Do you want to unwind and witness the beauty of Brecon? Well, Brecon Beacons has a lot in store for you. From breathtaking landscapes, camping sites and waterfalls, this preserved park is not only picture-perfect but has lots of activities to try and places to visit. But, what are things you can do in Brecon Beacons National Park?
In this article, we’ll share with you 15 meaningful activities that you can do while visiting or staying in the Brecon Beacons. This park stretching from the picturesque Llandeilo in the west and the Black Mountains in the east covers more than 500 miles and offers plenty of attractions within its boundaries. And it’s waiting to be discovered. So, let’s have a look at the brilliant things you can do while spending your time here.
1. Marvel by the Brecon waterfalls – the curtains of water
Gifted with wonders of nature, the southern slopes of the Fforest Fawr massif (west of Merthyr Tydfil) nestles one of the most beautiful and famous parts of Beacon National Park. Topping the lists are the Waterfall Country and Fforest Fawr Geopark with steep, tree-lined gorges and an abundance of tumbling water.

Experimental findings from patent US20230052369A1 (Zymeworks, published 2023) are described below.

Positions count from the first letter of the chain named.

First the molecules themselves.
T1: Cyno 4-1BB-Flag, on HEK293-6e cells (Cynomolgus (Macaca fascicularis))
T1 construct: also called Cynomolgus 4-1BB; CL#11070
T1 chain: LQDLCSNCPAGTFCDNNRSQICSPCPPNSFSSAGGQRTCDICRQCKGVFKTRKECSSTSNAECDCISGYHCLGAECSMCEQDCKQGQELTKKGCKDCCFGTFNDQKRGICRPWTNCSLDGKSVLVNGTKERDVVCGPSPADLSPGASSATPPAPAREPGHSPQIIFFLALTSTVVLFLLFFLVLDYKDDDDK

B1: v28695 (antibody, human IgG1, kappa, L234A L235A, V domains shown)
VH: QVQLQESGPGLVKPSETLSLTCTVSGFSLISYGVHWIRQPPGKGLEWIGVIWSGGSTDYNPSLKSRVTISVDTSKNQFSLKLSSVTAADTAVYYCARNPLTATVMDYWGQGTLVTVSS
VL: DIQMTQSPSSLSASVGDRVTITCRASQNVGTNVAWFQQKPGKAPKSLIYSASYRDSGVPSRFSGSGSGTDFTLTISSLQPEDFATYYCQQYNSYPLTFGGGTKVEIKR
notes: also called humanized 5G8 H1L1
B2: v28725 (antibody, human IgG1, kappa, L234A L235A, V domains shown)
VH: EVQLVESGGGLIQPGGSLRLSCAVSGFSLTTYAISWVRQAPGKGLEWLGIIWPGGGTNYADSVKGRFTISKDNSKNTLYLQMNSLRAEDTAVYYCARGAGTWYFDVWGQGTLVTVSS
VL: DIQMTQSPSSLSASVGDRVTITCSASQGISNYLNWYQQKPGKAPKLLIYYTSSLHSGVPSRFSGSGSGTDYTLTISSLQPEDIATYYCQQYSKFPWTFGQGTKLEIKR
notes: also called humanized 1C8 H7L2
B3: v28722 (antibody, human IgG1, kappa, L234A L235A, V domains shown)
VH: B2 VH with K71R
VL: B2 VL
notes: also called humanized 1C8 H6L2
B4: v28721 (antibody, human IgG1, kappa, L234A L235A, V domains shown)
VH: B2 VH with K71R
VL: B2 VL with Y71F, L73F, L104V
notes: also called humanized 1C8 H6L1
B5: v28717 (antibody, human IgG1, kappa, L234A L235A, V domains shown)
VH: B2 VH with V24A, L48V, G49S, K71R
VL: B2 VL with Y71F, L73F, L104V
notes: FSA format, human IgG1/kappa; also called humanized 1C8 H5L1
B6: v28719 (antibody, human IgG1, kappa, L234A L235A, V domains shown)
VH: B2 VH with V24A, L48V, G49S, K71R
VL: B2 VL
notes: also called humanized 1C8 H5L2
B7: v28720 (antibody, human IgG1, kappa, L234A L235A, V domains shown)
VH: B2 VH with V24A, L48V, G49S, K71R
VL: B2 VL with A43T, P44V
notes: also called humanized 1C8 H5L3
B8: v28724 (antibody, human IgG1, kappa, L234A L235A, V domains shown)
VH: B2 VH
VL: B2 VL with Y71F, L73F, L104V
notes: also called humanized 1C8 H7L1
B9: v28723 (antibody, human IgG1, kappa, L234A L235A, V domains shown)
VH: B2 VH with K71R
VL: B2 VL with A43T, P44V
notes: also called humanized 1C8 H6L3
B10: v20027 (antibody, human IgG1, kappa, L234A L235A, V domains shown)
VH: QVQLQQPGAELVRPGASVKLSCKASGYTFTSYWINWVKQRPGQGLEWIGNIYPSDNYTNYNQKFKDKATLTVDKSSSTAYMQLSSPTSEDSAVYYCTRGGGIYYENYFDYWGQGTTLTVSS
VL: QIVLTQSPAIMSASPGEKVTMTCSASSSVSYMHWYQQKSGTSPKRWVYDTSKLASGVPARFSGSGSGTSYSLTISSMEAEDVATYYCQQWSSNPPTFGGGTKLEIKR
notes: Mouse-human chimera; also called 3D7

Waterfall Country coined its name from its abundance with waterfalls. Known in Welsh as Coed-y-Rhaeadr which means Wood of the Water, this lovely place lies within the triangle formed by the villages of Ystradfellte, Hirwaun and Pontneddfechan.
As you walk through the forests and along rivers, you’ll see plenty of water cascades. You can observe beautiful old red sandstone and outcrop limestone that creates a highly unique environment of caves, wooded gorges, swallow holes and waterfalls.
The most popular and Instagrammed waterfall is the Sgwd-y-Eira, also known as the Snow Waterfall, located on the River Hepste because a natural path leads right behind the curtain of water. So, you can witness the water tumbling and falling right before your eyes.
It’ll certainly be refreshing!
2. Join the Brecon festivals – Celebrating good times
Brecon celebrates tons of festival throughout. It’s also a good hub for walking, drink, foods, arts, music and diverse entertainment.
Here’s a list of the festivals at Brecon Brecons:
Hay Literary Festival
Also known as the Hay Festival of Literature and Arts, this event brings together great writers from all around the world to debate and share stories. It was founded in 1987 to celebrate notable writings from poets, scientists and novelists and the power of ideas that transforms our way of thinking. It is held in Dairy Meadows, Brecon Road, Hay on Wye, HR35PG. This place is accessible by bus and car. You can find several charity car parks around the festival site and in Hay on Wye.